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My Dog Ate a Cricket: Is It Safe?

Does your dog love to chase and eat crickets?
Does your dog love to chase and eat crickets? | Source
Crickets are crunchy and perhaps tasty too!
Crickets are crunchy and perhaps tasty too! | Source

Dog Ate a Cricket; What Now?

If you own a cricket-hunting dog, you may be wondering if eating all those crickets are good for him. Most likely you live in an area where crickets abound and don't stand a chance against Rover. Dogs tend to get into all sorts of things. We know for a fact that many dogs like to eat poop, and many other disgusting things like dead carcasses and the occasional cat puke. Bug eating is not unusual at all, after all the bug will stimulate Rover's prey drive as he stalks and chases around the house.

Prey drive in dogs is a natural, instinctive behavior regardless if your pooch is chasing deer, rabbits, birds, cars or bugs. In nature, this instinct is there so to ensure dogs are good hunters. And in nature, no dog wouldn't turn down a bug if they were really hungry. The predatory sequence after all, encompasses searching, stalking, chasing, catching, biting, killing and eating. So it's quite tempting for Rover to stalk, chase, bite, kill and then eat the bug if it's tasty. Crickets are extra fun to chase because they hop in an unpredictable manner. They must be somewhat tasty too as some dogs seem to enjoy chewing on these crunchy critters. But are crickets completely safe to eat? or should you prevent your dog to from eating them? Vote your thoughts in the Poll below and then read on to discover the answer.


Do you think crickets are completely safe to eat?

  • Yes, my dogs have been eating them with no problems. They're a great source of protein!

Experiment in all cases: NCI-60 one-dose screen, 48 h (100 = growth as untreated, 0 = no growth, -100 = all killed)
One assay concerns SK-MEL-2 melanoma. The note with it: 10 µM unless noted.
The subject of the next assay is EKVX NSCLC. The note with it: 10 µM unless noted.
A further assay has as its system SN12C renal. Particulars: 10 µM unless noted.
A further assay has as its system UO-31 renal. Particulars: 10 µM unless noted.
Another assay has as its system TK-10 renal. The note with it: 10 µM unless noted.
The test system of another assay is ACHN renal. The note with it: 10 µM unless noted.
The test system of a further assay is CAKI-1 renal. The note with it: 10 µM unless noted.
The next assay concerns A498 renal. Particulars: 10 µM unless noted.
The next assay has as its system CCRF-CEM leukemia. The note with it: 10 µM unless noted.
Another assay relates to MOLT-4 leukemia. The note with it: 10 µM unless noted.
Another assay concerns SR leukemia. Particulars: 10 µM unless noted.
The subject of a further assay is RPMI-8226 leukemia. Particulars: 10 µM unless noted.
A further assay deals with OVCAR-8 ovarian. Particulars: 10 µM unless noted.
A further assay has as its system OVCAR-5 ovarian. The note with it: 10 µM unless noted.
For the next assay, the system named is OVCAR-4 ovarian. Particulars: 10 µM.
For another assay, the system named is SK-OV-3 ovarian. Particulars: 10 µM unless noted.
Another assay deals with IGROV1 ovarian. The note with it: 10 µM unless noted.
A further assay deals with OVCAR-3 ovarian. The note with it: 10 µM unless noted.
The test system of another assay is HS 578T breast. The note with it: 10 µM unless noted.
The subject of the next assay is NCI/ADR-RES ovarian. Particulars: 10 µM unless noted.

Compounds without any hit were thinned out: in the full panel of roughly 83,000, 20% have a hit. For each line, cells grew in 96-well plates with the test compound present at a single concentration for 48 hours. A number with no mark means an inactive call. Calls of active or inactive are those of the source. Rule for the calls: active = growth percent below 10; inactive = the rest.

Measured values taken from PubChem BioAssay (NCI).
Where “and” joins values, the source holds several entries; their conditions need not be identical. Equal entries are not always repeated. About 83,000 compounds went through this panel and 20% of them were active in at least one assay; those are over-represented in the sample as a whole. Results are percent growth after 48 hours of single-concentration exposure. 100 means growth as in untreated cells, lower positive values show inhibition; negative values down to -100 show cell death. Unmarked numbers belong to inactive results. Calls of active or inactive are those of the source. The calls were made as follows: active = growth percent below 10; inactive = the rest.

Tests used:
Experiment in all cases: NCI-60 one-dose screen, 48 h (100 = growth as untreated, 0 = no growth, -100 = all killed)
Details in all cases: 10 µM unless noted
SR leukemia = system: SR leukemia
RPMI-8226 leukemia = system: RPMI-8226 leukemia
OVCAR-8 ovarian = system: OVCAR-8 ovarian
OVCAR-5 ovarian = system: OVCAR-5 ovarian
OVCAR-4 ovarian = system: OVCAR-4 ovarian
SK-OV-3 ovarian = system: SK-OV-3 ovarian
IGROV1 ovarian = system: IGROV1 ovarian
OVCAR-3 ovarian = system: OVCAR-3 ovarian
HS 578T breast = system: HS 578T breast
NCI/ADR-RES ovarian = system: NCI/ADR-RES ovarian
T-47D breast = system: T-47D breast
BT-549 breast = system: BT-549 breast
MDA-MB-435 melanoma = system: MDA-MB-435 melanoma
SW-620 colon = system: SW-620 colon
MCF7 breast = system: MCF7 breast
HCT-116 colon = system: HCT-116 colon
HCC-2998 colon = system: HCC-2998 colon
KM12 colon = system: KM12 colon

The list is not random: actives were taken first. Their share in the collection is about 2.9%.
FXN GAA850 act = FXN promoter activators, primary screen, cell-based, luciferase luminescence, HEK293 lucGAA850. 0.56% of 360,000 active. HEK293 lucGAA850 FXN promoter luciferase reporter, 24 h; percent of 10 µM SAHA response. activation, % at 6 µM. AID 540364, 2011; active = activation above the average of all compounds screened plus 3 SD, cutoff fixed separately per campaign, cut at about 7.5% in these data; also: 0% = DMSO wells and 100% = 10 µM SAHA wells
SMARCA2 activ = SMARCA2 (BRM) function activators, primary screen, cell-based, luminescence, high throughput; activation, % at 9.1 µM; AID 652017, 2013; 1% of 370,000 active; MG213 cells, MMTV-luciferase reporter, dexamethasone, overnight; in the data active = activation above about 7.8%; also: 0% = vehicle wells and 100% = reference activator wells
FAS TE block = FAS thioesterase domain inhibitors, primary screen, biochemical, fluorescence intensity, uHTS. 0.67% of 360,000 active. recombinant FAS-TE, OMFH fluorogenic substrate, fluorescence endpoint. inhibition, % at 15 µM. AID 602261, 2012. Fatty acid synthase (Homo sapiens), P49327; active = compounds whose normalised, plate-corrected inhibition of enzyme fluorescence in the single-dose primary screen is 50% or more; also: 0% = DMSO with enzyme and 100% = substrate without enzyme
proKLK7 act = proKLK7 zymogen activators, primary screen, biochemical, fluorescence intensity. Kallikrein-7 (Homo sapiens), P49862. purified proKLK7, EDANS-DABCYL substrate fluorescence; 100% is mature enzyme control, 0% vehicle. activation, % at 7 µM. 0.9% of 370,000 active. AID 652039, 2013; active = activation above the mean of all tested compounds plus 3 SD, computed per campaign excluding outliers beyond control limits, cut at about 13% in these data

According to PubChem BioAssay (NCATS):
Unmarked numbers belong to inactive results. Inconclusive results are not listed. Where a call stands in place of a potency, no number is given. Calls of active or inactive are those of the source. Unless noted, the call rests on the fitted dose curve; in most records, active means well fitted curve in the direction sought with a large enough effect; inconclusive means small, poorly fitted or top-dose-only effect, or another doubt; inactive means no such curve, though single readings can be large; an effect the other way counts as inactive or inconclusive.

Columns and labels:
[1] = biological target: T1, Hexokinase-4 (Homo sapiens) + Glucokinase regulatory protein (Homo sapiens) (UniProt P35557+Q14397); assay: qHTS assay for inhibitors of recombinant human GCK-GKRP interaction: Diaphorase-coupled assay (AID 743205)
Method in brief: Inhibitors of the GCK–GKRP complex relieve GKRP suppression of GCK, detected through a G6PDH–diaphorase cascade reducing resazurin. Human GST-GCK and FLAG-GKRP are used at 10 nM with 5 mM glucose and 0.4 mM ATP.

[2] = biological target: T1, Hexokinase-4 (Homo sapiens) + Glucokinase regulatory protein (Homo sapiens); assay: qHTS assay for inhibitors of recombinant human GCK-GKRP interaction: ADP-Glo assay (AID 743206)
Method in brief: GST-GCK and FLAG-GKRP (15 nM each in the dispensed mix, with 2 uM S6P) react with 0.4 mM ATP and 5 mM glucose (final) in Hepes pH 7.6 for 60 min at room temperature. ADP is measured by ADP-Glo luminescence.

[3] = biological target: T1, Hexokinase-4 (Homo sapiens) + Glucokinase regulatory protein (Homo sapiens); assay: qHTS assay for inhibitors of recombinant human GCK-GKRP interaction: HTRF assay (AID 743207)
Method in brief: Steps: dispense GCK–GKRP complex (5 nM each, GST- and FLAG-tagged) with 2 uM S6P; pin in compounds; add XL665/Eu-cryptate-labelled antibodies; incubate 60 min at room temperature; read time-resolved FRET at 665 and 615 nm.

• Not sure on this; but don't think they would do much harm.
  • Not sure on this, so I wouldn't let my dog eat them.
  • Definitively not safe.
  • It depends.
See results without voting

Got bugs?

alexadry all rights reserved
alexadry all rights reserved

So Are Crickets Safe for Dogs to Eat?

Crickets encompass more than 900 species, but most have in common the fact that are mostly nocturnal, have long antenna, jump by using their hind legs and make a distinct, chirping sound. Crickets are often confused with grasshoppers which are a different species but are close cousins. A good way to differentiate the two is by looking at the antenna. The cricket has long antennas and the grasshopper has short antennas. Also, grasshoppers are diurnal (active during the day), whereas crickets are nocturnal (active during the night). So if you caught Rover playing with a hopping bug in the evening, most likely it was a cricket.

So Rover just ate a cricket... you are wondering if it's safe to eat. The ultimate answer is that it depends. Yes, crickets may be a good source of protein. Consider that about 100 grams of crickets contains 121 calories, of which only 49.5 of them is fat, on top of that, they boast 12.9 grams of protein and 75.8 milligrams of iron. This explains why various species of crickets are part of human diet in several countries. In Mexico, they're actually considered a delicacy. Online you can find several cricket recipes.

However, some crickets may harvest more than proteins, minerals and fat. In this case we'll need to worry about the larvae of the stomach worm known as "Physaloptera spp." According to the Merck Veterinary Manual, these larvae can be found in various types of insects including beetles, cockroaches, and crickets!

Eating an infected cricket may later lead to mild gastritis with vomiting, loss of appetite, but in severe cases, also bleeding ulcers, weight loss, anemia and tarry, dark feces--melena. However, infections are often sub-clinical ( meaning causing no apparent signs). Puppies and dogs at times may vomit up immature worms. *Note: these symptoms do not appear right away but several months later.